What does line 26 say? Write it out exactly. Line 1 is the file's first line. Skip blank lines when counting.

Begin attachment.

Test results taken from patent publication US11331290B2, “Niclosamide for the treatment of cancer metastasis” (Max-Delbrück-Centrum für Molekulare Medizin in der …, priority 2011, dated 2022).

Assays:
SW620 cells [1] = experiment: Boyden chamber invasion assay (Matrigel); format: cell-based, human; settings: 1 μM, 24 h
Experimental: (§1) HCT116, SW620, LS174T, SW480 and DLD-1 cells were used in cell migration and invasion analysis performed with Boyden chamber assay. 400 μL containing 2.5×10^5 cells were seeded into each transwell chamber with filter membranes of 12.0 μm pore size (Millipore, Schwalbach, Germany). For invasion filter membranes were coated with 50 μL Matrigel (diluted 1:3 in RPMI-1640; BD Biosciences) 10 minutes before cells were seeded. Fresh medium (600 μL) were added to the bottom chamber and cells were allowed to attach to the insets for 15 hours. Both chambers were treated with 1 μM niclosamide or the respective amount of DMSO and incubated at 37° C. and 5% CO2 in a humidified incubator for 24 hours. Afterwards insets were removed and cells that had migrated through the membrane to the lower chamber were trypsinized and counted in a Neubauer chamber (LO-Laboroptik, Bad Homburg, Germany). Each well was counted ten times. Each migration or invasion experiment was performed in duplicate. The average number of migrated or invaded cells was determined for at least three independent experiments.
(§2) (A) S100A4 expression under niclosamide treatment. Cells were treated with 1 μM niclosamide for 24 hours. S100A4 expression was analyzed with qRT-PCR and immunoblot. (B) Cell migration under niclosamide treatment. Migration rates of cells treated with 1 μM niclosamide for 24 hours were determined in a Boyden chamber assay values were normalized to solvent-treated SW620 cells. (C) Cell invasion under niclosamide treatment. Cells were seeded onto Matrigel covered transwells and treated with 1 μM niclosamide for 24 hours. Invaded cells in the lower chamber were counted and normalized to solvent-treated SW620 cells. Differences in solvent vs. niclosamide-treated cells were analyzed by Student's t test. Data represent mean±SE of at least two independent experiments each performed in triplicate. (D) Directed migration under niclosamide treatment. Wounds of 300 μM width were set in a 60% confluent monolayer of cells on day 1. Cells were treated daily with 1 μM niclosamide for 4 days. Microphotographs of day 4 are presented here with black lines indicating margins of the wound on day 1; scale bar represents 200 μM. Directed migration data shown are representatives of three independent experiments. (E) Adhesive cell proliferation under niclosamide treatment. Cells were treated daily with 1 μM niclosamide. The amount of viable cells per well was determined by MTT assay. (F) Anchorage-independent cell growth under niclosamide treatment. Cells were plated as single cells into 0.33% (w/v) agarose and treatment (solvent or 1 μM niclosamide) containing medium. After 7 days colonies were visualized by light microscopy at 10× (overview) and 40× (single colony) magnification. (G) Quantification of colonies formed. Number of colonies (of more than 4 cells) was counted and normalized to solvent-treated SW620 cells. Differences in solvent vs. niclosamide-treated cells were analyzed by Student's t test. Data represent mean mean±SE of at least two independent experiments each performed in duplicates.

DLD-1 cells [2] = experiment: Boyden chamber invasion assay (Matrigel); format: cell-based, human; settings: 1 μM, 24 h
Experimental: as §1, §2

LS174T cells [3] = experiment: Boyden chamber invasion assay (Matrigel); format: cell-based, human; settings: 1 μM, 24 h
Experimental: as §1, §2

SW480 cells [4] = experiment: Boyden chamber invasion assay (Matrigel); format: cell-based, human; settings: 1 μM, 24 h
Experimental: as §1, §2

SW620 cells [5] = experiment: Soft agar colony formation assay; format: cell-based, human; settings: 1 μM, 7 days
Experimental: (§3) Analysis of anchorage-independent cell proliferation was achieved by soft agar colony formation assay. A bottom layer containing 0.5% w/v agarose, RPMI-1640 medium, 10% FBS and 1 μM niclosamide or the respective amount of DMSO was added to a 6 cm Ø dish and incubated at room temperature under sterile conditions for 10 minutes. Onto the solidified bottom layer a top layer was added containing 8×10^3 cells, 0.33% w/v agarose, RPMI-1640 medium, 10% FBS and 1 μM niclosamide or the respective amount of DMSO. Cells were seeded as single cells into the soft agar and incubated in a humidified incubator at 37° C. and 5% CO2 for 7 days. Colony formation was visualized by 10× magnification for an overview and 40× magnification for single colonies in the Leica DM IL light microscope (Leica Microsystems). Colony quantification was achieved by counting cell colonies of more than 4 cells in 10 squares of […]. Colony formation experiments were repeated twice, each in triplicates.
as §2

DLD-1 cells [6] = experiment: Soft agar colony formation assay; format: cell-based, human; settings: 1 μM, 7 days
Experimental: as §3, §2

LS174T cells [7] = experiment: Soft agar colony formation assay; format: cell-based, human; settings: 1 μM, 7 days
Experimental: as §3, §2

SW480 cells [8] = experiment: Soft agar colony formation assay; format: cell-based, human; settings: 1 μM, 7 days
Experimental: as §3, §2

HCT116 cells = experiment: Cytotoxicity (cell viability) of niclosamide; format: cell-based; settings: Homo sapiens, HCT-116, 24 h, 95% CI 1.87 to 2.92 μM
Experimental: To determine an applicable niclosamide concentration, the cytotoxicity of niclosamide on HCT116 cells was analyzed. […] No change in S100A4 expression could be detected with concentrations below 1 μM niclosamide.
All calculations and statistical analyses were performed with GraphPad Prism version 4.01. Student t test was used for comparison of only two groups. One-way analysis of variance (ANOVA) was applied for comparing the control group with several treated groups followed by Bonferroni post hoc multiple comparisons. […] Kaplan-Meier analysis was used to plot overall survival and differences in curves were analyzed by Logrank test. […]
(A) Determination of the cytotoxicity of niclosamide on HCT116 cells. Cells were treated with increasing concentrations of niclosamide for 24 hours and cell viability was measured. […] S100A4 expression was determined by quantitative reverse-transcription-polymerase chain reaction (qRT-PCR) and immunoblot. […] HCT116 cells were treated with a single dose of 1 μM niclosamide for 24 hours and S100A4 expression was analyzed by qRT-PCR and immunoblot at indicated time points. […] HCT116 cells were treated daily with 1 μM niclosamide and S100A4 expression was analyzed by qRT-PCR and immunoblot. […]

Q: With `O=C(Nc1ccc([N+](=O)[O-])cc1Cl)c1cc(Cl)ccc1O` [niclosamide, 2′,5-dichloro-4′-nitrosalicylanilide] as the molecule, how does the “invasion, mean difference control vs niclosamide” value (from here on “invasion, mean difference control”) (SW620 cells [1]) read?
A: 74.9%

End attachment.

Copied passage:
A: 74.9%